Is HIP (a clone of CUDA) an option?

Continue reading “The 12 latest Twitter Poll Results of 2018”

We don’t work for the war-industry

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Last week we emphasized that we don’t work for the war-industry. We did talk to a national army some years ago, but even though the project never started, we would have probably said no. Recently we got a new request, got uncomfortable and did not send a quote for the training.

This is because we like to think about the next 100 years, and investment in weapons is not something that would solve things for the long term.

To those, who liked the tweet or wanted to, thank you for your support to show us we’re not standing alone here. Continue reading “We don’t work for the war-industry”

OpenCL Basics: Running multiple kernels in OpenCL

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This series “Basic concepts” is based on GPGPU-questions we get via email more than once, or when the question is not clearly explained in the books. For one it is obvious, for the other just what they’re missing.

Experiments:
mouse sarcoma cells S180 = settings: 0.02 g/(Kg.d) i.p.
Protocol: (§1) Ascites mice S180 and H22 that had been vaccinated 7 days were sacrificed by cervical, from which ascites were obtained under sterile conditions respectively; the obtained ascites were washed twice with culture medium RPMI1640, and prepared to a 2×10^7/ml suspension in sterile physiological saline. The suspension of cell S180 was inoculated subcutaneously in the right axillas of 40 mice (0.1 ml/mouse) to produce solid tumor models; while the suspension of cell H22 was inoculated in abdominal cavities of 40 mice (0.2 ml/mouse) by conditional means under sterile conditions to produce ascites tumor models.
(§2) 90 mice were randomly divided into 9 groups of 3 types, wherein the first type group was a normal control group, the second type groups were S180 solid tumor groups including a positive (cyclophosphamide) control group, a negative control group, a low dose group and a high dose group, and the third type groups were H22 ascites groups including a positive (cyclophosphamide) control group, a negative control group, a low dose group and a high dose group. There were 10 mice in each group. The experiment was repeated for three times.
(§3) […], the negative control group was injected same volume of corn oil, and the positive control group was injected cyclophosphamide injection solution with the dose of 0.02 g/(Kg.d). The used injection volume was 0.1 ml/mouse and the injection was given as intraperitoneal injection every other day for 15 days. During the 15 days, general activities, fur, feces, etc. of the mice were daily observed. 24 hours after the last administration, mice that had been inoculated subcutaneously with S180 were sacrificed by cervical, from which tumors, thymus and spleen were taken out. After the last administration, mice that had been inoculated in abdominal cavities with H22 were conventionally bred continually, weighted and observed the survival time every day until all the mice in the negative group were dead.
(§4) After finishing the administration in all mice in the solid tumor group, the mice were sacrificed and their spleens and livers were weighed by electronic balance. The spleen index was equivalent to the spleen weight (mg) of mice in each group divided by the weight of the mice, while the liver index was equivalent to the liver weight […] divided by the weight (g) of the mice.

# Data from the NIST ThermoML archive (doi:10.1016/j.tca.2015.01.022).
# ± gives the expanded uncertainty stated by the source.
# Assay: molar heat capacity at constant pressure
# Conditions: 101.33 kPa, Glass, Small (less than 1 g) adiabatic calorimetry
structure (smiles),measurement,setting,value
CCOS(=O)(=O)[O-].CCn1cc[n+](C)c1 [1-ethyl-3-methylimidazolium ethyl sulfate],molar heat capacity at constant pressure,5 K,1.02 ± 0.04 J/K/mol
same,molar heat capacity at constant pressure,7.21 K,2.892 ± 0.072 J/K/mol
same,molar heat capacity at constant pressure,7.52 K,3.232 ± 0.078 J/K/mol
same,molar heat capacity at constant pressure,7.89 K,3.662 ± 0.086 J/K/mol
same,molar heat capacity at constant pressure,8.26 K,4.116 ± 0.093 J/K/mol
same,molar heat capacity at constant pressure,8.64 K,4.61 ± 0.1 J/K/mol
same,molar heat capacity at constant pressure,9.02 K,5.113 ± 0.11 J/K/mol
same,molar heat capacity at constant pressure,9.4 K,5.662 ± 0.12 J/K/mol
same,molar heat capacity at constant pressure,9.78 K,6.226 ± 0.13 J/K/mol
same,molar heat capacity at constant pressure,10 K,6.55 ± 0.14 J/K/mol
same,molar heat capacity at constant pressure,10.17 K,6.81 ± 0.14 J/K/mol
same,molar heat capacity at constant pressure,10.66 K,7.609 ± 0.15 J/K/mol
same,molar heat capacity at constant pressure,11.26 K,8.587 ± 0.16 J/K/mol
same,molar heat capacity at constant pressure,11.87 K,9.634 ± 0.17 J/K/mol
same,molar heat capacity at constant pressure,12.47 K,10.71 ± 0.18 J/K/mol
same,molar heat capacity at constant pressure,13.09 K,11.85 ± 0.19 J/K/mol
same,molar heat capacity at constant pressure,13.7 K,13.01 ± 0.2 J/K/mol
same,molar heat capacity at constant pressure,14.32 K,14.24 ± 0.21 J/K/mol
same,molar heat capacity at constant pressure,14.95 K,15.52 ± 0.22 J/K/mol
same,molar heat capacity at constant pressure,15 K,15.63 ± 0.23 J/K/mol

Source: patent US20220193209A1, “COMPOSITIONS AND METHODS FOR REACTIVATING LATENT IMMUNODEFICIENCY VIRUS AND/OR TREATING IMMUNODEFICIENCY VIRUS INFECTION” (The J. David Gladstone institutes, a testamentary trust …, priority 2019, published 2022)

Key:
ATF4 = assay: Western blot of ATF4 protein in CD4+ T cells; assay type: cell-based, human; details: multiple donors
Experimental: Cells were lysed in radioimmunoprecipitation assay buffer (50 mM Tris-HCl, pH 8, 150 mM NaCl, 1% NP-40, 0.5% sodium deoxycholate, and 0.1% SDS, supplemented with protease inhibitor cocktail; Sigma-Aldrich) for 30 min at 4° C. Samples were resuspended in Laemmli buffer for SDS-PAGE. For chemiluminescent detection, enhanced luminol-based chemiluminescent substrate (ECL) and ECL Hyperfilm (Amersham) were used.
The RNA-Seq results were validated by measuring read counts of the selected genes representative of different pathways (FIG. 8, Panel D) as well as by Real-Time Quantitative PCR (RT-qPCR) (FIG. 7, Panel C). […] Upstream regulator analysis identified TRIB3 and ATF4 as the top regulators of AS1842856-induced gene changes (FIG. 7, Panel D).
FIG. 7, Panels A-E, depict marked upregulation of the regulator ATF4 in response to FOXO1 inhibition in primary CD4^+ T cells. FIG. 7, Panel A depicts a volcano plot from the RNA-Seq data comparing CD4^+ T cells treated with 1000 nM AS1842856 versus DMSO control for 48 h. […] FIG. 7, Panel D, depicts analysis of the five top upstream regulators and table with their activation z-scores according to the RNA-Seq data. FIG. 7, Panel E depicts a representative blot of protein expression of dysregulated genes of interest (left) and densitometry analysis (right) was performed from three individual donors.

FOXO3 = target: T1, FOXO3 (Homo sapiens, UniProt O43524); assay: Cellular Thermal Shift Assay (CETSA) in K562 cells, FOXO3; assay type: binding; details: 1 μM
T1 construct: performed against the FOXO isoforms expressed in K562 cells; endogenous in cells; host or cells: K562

They say that learning a new technique is best done by playing around with working code and then try to combine it. The idea is that when you have Stackoverflowed and Githubed code together, you’ve created so many bugs by design that you’ll learn a lot if you make it work. When applying this to OpenCL, you quickly get to a situation that you want to run one.cl file and then another.cl file. Almost all beginner’s material discuss a single OpenCL-file, so how to do this elegantly?

Continue reading “OpenCL Basics: Running multiple kernels in OpenCL”

Start your GPU-career here

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GPUs have been our mysterious friends and known enemies for years, as they let us run code in expected and unexpected ways. GPUs have solved problems for many of our customers. GPUs have such a high rate of evolvement, that they’ll remain important for the years to come.

Problem is that programming GPUs is not an easy task. Where do you learn to program GPUs? We found these to be the main groups:

  • Universities
  • Research centers
  • GPU vendors (AMD, Nvidia, Intel, Qualcomm, ARM)
  • Self-study